The policy also brings CPS into compliance with statewide legislation passed in August 2010, which no longer requires students to have a note from a physician before they can carry their inhalers in school. Instead, students will only need to submit a note from a parent, an original prescription label and a form generated by the school.
Finally, the policy requires that all staff who interact with children receive asthma training every two years. Respiratory Health Association of Metropolitan Chicago is a CPS-approved facilitator of Asthma Management, a free, one-hour course for parents, teachers and other caregivers on how to assist a child with asthma.
What does the new CPS policy mean for my child?
For the remainder of this school year, the new policy means that there will be less barriers to your student carrying and self-medicating his/her quick-relief inhaler. There will be a greater awareness around asthma and more intrinsic motivation for schools to bring in asthma education for staff.
What changes will be implemented for the 2012-13 school year?
For the 2012-13 school year, a 504 plan will be put in place and will bring about more policies related to asthma. All students with asthma must be offered a 504 plan by the nurse or other appropriate staff, but they do not have to accept it. Generic Asthma Action Plans will be put in place for students who do not have their own. More staff will be trained in asthma on a regular basis (at least every two years) and it will be easier for your child to carry and self-administer quick-relief inhalers.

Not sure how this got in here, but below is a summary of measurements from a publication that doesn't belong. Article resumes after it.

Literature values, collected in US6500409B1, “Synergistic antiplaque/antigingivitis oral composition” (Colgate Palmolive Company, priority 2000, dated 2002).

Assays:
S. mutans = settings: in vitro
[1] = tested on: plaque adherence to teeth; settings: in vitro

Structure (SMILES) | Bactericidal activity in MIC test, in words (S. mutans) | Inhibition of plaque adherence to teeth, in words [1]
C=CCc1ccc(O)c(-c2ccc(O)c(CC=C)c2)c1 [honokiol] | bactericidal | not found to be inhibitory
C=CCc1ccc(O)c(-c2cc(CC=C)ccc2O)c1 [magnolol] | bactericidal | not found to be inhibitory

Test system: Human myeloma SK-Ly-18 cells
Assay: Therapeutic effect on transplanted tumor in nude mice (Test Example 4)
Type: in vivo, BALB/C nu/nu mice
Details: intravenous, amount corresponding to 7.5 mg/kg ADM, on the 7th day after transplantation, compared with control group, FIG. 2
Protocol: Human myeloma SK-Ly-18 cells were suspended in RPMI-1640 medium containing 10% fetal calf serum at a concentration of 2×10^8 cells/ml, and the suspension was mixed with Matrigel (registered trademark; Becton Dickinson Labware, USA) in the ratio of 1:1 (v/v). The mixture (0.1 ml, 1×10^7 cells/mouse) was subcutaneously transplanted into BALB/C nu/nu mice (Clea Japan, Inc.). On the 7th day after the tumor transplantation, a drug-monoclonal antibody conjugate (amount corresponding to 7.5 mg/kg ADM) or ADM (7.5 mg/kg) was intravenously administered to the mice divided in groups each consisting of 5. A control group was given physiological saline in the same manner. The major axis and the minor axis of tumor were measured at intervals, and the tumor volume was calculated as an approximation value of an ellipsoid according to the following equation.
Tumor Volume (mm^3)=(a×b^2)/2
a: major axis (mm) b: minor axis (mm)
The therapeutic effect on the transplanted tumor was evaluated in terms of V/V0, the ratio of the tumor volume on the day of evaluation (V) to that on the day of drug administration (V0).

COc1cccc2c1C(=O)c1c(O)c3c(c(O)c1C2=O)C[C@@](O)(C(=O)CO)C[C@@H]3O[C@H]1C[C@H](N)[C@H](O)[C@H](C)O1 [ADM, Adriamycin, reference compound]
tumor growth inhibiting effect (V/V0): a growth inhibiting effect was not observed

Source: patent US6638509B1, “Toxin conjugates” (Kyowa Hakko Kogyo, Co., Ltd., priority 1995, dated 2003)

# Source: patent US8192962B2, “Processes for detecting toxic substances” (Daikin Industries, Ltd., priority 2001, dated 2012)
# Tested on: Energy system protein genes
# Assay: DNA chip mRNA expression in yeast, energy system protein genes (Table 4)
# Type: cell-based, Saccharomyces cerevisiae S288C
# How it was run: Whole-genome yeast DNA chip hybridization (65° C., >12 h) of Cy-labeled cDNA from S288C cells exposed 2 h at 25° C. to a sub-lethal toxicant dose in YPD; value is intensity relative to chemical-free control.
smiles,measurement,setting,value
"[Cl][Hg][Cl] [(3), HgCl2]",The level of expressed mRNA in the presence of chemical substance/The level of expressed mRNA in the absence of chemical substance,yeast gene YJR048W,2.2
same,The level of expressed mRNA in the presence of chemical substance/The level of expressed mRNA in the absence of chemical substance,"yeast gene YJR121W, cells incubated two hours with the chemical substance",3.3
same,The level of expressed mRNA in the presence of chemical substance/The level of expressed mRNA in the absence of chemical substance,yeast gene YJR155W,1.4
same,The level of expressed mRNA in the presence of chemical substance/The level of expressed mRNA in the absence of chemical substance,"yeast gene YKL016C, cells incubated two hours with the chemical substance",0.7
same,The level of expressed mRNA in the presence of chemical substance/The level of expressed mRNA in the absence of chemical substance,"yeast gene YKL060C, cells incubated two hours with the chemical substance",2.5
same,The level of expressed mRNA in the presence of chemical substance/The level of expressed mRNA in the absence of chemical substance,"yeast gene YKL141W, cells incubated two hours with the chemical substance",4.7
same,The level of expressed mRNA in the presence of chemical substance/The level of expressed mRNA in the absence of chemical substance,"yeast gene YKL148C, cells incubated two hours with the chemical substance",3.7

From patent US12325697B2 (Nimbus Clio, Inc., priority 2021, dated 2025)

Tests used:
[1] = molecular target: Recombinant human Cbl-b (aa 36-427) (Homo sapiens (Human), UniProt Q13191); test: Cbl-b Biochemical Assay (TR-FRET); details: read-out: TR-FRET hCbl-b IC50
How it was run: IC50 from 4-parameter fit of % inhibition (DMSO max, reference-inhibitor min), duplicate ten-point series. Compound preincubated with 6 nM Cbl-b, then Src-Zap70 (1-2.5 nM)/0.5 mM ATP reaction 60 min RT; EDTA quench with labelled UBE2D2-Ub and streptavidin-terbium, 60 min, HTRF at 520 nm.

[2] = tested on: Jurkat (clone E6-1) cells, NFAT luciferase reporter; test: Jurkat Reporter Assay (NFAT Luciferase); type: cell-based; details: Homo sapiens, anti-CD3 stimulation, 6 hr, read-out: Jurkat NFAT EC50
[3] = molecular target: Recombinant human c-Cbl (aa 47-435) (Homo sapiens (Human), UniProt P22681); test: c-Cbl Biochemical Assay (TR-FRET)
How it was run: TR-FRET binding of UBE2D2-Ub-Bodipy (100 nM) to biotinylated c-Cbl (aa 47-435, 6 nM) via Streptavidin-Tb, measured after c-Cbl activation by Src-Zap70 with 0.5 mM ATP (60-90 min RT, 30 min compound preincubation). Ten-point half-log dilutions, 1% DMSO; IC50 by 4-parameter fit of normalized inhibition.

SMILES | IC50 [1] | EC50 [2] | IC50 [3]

Our What You Need to Know about Preparing for School with Asthma resource sheet is available in English and Spanish as a printer-friendly PDF. Find more information in our Asthma Library.
Our Asthma in Chicago report features pieces from researchers, community members and health professionals addressing disparities in asthma prevalence, community perspectives on the disease and suggested interventions to improve the experience of people living with asthma in Chicago.
Asthma by the Numbers features facts about asthma prevalence, impact and cost.
If you have questions or would like more information, contact Amy O'Rourke: